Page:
Figure 2 Ground Doppler weather radar visualizations of the 2011 Washington, DC, metropolitan area storm. (Color figure available online.)  

The analysis of the traffic accident patterns was carried across frequency of accident, speed limit where accident occurred, and the zone that the accident occurred. By using a kernel density smoothing method in combination hypothetically increasing the number of accidents leads to the predictive model of accident likelihood in urban Fairfax county.

Conclusions showed a strong correlation between accidents in residential zones. Speed limit analysis showed that up to 800 accidents sections between 35-45 mph held the most accidents; past 800 accidents the sections there were <=25 mph saw the majority of accidents. From this the County of Fairfax has been able to reduce urban hazards as well as be more prepared for inclement weather.

Medina, R. M., Cervone, G., & Waters, N. M. (2017). Characterizing and Predicting Traffic Accidents in Extreme Weather Environments. Professional Geographer69(1), 126-137
Summary of :Scale-Economy Conditions for Spatial Variation in Farm size
By Sent Visser
Jimmy Brymer
Image result for farming
This article looks at farming and how it relates to economics of scale. The article starts by discussing how there is no great body of evidence to support this idea there is an optimal farming size. He then further supports this by doing a repression model that support this idea. Since this is true he then moves forward to prove that how farming of scale works with distance to market and soil fertility affects how big the farm is. With farms closer to market and having more fertile being smaller and having less production close allowing them to be smaller but farms that are further away from market and having less fertile soils having to be bigger.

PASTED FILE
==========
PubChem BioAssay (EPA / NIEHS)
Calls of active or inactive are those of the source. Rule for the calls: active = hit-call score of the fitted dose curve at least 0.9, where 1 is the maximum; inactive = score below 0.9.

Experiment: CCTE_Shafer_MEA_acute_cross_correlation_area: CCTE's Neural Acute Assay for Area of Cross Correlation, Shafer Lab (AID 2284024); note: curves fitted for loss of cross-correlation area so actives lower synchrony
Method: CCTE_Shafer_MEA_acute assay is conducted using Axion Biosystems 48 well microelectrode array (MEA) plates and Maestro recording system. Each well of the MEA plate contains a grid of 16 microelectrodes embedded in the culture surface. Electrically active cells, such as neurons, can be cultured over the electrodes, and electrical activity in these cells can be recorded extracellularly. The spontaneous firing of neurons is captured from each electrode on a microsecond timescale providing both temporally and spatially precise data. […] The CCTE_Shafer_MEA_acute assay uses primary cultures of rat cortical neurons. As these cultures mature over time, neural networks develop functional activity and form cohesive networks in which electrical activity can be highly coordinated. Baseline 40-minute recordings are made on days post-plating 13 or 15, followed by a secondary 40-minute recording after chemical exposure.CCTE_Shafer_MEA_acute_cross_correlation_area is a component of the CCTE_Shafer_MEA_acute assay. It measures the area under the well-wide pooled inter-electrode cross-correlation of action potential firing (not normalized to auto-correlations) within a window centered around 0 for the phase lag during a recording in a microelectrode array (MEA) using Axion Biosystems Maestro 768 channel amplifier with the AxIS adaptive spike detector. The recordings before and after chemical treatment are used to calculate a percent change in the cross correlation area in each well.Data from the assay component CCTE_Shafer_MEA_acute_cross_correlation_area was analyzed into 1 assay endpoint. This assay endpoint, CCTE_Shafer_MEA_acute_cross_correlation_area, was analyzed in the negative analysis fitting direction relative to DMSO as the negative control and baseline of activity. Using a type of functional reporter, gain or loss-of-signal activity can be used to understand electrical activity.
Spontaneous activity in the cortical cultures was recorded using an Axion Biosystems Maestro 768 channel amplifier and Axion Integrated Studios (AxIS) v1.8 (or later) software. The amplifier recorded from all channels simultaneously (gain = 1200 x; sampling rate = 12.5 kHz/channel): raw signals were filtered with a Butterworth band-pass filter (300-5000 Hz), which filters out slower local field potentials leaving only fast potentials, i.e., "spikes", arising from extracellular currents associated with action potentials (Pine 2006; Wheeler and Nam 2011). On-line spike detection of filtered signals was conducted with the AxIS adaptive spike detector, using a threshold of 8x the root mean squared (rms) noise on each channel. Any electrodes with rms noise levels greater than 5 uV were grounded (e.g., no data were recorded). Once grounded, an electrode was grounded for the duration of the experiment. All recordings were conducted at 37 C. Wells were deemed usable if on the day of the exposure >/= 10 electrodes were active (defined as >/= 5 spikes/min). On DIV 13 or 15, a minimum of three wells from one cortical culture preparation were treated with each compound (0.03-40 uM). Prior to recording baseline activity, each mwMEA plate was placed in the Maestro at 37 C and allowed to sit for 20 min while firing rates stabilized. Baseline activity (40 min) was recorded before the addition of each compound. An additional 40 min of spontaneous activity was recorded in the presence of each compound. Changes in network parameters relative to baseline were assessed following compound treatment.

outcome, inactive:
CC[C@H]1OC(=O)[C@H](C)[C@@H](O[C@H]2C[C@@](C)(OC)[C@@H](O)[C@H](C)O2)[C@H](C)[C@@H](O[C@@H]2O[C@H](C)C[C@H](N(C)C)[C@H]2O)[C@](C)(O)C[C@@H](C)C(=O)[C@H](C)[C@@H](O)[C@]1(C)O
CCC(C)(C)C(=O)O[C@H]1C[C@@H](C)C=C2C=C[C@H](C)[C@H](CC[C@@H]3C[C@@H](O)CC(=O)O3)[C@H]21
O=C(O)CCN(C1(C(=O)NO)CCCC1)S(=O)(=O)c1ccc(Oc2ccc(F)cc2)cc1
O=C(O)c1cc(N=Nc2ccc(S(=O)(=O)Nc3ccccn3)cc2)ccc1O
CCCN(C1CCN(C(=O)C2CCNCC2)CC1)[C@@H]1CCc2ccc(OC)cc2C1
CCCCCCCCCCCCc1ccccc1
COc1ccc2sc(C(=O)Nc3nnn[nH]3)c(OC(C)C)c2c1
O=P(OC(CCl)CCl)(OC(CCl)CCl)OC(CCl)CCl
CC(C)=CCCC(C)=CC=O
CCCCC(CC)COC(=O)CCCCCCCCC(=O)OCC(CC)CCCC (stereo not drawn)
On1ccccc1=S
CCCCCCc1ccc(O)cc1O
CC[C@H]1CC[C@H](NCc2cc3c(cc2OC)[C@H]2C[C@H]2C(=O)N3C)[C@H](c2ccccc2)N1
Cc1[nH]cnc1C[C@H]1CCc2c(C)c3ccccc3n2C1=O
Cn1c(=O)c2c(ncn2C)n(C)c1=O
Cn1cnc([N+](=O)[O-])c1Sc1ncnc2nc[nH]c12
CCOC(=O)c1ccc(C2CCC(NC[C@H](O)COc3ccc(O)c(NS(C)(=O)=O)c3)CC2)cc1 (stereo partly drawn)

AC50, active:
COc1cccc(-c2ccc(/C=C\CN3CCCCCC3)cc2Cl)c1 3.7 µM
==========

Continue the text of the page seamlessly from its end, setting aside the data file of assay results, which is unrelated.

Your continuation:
Visser, S. (1999). Scale Economy Conditions for Spatial Variation in Farm Size. Geographical Analysis: An International Journal of Theoretical geography, 27-44.

Malaria diagnosis and mapping with m-Health and geographic information systems: evidence from Uganda

This article discusses how m-Health ("mobile-health", referring to the use of mobile and other wireless technology in healthcare) technologies and GIS can be used to improve access to medical services in Uganda's rural regions, where malaria prevalence is high and a significant portion of the population is not able to receive proper treatment. Once carried out successfully in Uganda, it is likely that these methods can be adjusted and used to scale in other countries around the world to reduce a variety of diseases. Using GIS, this study investigates where in Uganda malaria affects the largest number of people and where the application of m-Health protocol based on the available mobile network would have the highest impact. It also stresses the importance of continued diffusion of information and communication technologies (ICT) that would provide cheap, efficient, and geo-referenced data transmission for timely and effective response to disease outbreaks in all regions, but particularly rural regions.